Hillsong Church New York City Pastor Carl Lentz has weighed in on the often-debated issue: Does the Bible permit Christians to get tattoos?
Speaking with World Religion News, Lentz, who has a number of tattoos, explained that Old Testament rules regarding body ink - Leviticus 19:28: "Do not cut your bodies for the dead, and do not mark your skin with tattoos. I am the LORD" - no longer apply today because of what Jesus did on the cross.
"Biblical interpretation is huge right. So with tattoos not being allowed you mean Leviticus. We play both sides of the coin I think that is healthy. Like this paradox of scripture, interpretation is actually is part of our faith, the tension of it. So, on one hand, we say that is the Old Testament scripture, there is no New Testament verification of that. That law that had to do with slaves, that identified you as part of a tribe we don't believe that came through the cross," Lentz said.
"We don't believe that when Jesus died and rose again that old Levitical scripture applied to our modern life. That is ridiculous," he continued. "At the same time, there are some things we do believe follow through on the cross. So, the way we break down we would literally put up the Old Testament and then put a cross in the middle and then we put up the New Testament and we say anything that comes through the cross is eternal. Anything that stops is Old Testament."
The popular pastor and author pointed out that in the Old Testament, animal blood sacrifices were required. However, because such ceremonial and civil laws have been fulfilled by the death and resurrection of Christ, such rules no longer apply to Christians
"Honoring your wife as God honors his church that comes through the cross. So that is our scope for all Scripture interpretation. If it died on the cross then it needs to die in our theology. Tattoos are a no-brainer. Are you kidding me? Jesus was pretty clear in every detail," he explained. "Whether it is diet, whether its image, whether it's qualification, that stuff died on the cross."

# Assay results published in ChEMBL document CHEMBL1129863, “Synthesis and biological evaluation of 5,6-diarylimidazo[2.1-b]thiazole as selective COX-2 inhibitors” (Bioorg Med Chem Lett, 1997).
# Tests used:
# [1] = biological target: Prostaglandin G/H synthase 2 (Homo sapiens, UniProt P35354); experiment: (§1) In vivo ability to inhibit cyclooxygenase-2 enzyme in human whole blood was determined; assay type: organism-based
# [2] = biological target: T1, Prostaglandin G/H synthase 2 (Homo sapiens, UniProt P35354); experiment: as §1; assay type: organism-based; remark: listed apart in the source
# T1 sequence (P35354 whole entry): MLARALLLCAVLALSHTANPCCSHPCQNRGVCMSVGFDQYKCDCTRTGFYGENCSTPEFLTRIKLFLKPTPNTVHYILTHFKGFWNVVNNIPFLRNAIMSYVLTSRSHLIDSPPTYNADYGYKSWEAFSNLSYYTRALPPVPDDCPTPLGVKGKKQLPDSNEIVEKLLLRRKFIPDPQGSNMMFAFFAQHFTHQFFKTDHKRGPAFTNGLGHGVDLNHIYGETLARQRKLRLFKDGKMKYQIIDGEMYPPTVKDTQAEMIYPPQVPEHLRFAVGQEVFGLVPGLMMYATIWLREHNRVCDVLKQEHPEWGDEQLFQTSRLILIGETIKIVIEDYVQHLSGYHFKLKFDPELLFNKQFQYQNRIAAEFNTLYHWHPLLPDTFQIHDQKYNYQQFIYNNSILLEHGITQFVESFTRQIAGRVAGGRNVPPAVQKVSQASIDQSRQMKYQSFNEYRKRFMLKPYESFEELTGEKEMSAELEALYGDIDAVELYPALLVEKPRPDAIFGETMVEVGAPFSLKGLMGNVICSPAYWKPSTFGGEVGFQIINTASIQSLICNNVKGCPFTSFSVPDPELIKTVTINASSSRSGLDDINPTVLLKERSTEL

Still, Lentz said it's important for each person to adhere to their own convictions regarding body ink.
"If I don't believe these tattoos devalues the temple that is the Holy Spirit, my body, I am doing it. I do then I don't, but I am not going to turn my conviction necessarily into theology or doctrine," he said.
Currently one in five U.S. adults has at least one tattoo (21 percent) which is up from the 16 percent and 14 percent who reported having a tattoo in 2003 and 2008, respectively, by the Harris Poll.
Controversial pastor Mark Driscoll, head of the Arizona-based Trinity Church, previously weighed in on the issue, explaining that while he does not have any tattoos, he's not against them - and neither is the Bible.
" ... If you love Jesus, and you're of age, and your conscience is clear and you want to do it as an artistic expression - or maybe even to share your faith with a verse - I would say then it's between you and the Lord Jesus and I would give it to conscience, and I don't think there's anything in Scripture that expressly forbids it," he said.
Driscoll pointed out that Leviticus 19:26-30 is the "only one place in the Bible that seems to say you can't get a tattoo."
The former Mars Hill pastor explained the verse in context: In the days of the Old Testament, some Christians took part in the cultish, ancient pagan practice of marking and cutting their bodies in order to be affiliated with "the realm of the dead," essentially branding themselves like cattle.
Thus, the Bible isn't just referring to "any old marking of the body" in Leviticus.
"What God's people were not to do is brand themselves as if they belonged to some pagan god ... God wanted His people to not be doing things that were pagan and non-Christian, and demonic in nature," Driscoll said.
Today, however, we are "no longer under the law, we're under grace and the rule of Jesus."
"I'm not saying that we don't obey the Bible, and I'm not saying that it doesn't matter. I'm saying that when it's fulfilled by Jesus, we're no longer under and obligated to it," the pastor clarified.
While there is nothing wrong with getting a tattoo, Driscoll encouraged younger viewers think carefully about why they want a tattoo and whether or not getting one will honor their parents' wishes. He also urged those considering getting a tattoo to make sure it is not offensive in nature.
He added, "There's also nothing in Scripture that expressly commands it. So it's not something you have to do. I don't think it's something that you're forbidden to do. I think that it's something, in relationship with the Holy Spirit and wise counsel, you can do if you want to."